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Publication numberUS4031853 A
Publication typeGrant
Application numberUS 05/658,585
Publication dateJun 28, 1977
Filing dateFeb 17, 1976
Priority dateFeb 17, 1976
Publication number05658585, 658585, US 4031853 A, US 4031853A, US-A-4031853, US4031853 A, US4031853A
InventorsRaymond L. Conrad
Original AssigneeConrad Raymond L
Export CitationBiBTeX, EndNote, RefMan
External Links: USPTO, USPTO Assignment, Espacenet
Device for applying ink to a ribbon
US 4031853 A
Abstract
A method and device for applying ink to a ribbon, such as a typewriter ribbon or the like. The device is characterized by a pair of ink-absorbent pads resiliently supported in a mutually opposed relationship for transferring ink to a ribbon as the ribbon is drawn between the pads in face-to-face engagement therewith.
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Claims(1)
Having described my invention, what I claim as new and desire to secure by Letters Patent is:
1. A device for applying liquid ink to a ribbon for a typewriter comprising:
A. a case of a substantially planar configuration including a pair of opposed case halves, each case half being characterized by an endless lip projected from the periphery thereof for defining in said case a pair of pad cavities;
B. a pair of ink absorbent pads each being seated in a pad cavity and characterized by a face of a substantially planar configuration;
C. hinge means interconnecting said case halves for pivotal displacement about a common axis including a linear hinge member extended in spaced relation with adjacent edge portions of said case halves;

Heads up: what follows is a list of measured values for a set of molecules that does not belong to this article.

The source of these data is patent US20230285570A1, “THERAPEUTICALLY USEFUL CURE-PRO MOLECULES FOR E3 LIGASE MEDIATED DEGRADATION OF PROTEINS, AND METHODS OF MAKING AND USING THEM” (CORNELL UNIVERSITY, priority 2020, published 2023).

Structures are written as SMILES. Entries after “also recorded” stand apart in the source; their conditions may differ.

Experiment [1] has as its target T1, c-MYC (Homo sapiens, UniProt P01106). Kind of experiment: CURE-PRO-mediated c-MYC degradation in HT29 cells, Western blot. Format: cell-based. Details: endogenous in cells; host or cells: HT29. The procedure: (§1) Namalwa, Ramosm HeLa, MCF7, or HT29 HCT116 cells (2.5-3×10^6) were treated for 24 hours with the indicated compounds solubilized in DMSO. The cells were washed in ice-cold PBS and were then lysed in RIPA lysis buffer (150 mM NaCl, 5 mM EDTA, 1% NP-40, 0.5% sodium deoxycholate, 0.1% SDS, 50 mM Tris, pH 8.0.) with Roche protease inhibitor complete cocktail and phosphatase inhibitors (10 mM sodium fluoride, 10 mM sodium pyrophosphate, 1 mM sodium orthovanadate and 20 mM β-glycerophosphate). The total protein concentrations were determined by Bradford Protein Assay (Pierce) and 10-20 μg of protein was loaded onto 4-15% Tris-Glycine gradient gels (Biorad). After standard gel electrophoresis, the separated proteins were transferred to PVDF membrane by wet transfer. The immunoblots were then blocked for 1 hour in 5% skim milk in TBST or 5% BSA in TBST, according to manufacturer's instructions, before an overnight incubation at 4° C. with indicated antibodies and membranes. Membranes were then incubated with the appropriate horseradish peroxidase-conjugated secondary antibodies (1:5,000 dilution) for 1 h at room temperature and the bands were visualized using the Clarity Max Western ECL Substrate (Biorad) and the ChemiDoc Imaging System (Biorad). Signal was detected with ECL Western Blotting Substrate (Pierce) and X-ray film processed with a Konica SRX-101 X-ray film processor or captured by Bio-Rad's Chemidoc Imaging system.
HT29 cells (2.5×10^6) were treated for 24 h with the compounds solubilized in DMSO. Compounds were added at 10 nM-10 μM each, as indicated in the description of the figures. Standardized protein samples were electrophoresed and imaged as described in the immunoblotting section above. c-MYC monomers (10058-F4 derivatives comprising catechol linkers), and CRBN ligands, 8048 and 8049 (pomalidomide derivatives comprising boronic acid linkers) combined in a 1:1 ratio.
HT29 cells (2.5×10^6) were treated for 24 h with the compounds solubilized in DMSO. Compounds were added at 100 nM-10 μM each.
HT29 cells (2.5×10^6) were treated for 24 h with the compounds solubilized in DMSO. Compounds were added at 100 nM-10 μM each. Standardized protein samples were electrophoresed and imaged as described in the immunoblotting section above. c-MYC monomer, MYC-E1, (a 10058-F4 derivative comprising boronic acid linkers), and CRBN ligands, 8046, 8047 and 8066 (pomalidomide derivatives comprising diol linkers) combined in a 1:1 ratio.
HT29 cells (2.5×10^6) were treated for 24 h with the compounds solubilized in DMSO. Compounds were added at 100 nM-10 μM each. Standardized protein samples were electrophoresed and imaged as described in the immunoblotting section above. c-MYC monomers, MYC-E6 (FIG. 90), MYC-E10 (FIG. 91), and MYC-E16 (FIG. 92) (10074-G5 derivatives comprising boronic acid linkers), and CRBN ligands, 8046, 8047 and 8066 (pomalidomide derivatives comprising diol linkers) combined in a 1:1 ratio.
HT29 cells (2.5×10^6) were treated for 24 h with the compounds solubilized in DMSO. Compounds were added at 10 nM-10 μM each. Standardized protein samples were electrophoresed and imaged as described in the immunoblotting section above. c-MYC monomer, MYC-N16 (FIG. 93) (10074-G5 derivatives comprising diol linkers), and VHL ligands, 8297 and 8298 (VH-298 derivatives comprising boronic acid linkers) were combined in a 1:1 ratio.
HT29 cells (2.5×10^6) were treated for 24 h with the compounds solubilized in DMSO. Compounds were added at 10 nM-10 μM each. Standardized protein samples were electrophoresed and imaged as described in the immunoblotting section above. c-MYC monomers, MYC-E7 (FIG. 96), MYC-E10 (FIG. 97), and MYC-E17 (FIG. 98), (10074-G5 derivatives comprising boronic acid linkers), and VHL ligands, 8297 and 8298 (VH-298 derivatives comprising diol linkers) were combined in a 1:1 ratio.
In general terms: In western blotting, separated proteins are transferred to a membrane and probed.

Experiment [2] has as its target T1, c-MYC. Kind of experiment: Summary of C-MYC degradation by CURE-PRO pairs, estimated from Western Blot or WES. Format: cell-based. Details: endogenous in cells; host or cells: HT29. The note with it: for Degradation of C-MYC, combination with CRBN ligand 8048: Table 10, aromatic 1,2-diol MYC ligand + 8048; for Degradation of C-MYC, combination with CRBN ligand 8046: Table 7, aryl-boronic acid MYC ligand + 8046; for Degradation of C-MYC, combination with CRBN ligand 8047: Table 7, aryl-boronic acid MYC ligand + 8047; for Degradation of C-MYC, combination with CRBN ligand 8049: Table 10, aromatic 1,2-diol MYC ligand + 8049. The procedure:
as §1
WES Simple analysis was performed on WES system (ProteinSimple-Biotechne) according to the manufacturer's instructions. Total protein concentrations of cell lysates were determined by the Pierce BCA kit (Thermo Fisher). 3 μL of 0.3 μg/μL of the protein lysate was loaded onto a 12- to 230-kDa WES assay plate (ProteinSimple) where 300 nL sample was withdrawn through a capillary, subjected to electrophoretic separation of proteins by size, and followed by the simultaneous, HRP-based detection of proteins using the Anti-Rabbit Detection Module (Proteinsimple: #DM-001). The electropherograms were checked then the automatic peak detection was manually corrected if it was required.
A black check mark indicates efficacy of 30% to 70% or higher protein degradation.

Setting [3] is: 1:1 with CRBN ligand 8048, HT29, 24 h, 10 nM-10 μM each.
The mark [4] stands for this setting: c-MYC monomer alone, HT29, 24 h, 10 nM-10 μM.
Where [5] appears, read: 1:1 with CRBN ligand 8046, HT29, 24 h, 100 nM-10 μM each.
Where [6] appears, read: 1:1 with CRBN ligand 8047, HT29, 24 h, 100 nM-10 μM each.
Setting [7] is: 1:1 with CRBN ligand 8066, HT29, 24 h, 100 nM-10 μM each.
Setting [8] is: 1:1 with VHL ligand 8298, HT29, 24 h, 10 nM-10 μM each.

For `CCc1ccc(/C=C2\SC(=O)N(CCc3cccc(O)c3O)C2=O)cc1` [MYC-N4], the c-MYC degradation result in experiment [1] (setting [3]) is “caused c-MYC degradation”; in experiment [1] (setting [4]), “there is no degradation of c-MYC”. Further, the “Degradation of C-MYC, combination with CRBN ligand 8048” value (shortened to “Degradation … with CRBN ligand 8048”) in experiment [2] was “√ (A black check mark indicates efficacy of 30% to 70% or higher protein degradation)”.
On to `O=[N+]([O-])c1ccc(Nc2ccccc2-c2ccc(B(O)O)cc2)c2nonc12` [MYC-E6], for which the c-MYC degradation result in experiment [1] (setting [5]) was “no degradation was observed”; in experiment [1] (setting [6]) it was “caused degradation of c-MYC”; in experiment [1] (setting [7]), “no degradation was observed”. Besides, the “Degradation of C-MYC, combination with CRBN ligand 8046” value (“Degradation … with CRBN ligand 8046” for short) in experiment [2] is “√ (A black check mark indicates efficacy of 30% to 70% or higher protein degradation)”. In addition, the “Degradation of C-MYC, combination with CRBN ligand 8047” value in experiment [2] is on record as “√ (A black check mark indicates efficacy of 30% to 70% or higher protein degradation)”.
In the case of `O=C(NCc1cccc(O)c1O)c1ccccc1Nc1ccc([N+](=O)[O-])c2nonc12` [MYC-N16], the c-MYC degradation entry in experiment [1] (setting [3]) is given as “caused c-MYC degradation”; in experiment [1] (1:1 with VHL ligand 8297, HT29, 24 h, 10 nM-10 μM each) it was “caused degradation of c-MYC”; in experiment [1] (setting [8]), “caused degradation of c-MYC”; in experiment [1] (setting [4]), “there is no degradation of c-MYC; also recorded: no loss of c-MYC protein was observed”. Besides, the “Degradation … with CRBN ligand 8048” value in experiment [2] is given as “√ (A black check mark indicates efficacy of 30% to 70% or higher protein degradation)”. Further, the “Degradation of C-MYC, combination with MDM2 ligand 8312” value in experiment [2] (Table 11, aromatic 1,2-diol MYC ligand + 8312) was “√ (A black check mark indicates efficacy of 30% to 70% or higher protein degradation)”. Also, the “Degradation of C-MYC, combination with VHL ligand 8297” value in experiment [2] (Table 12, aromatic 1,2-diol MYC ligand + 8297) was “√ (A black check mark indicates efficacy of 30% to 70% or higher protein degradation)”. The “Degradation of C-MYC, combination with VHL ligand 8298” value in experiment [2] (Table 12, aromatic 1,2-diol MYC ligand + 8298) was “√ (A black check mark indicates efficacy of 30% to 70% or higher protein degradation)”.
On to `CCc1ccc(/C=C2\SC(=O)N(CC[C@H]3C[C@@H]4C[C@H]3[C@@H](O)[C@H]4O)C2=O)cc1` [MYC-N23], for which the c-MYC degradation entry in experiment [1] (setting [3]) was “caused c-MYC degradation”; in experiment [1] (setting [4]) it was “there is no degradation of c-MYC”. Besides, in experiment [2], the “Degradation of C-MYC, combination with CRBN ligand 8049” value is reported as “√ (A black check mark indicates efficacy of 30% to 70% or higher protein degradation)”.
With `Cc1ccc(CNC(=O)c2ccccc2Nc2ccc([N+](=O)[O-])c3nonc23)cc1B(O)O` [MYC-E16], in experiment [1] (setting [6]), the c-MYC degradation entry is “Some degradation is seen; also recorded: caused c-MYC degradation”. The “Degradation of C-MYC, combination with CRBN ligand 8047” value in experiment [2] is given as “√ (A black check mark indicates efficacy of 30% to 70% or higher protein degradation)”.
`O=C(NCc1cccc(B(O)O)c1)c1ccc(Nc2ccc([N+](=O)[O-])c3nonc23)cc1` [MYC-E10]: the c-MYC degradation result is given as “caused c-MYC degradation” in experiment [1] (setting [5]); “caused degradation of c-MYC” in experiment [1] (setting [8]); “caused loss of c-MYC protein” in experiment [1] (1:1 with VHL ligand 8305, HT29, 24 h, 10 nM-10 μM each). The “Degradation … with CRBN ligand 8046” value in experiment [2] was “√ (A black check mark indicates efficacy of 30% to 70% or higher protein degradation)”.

D. means for continuously urging the case halves in pivotal displacement for positioning the face of each pad of said pair of pads in an opposed relationship with the face of the other pad of the pair; and
E. stop means for limiting pivotal displacement of said case halves about said axis including stop means comprising a linear protuberance projected from one edge surface of the face of each pad of said pair of pads and extended in spaced parallelism with said axis for engaging the protuberance projected from the face of the other pad of the pair as the case halves are pivotally displaced.
Description
BACKGROUND OF THE INVENTION

The invention generally relates to a method and device for applying ink to ribbons, such as typewriter ribbons and the like, and more particularly to a method, and a device for performing the method, having particular utility in revitalizing ribbons from which ink has been depleted.

As can be appreciated by those familiar with the use of ribbons provided for typewriters and the like, ink applied to such ribbons has a propensity to evaporate, as well as to experience depletion as a consequence of normal usage. A loss of ink from such ribbons results in reduced lubriciousness and resiliency. Consequently, ribbons from which ink has been lost tend to experience excessive wear when subjected to normal usage.

Of course, where a typewriter is employed infrequently, it often is deemed impractical and/or uneconomical to replace the typewriter as new models appear on the market. Hence, it sometimes becomes difficult to locate replacement ribbons for mechanically sound but obsolete typewriters, simply because of problems directly attributable to obsolescence. It can, therefore, be appreciated that loss of ribbon ink, due to evaporation, may lead to excessive ribbon wear, which, in turn, can result in a loss of an otherwise serviceable typewriter.

Unfortunately, no practical methods suitable for re-inking ribbons, or devices capable of performing such methods, are known to exist. It should be apparent that there currently exists a need for a method and device through a use of which ribbons for typewriters and the like are revitalized as ink is applied thereto.

It is, therefore, a general purpose of the instant invention to provide a method, and a device for performing the method, through which ribbons such as ribbons for typewriters and the like are revitalized as ink lost through evaporation and/or normal usage is replenished.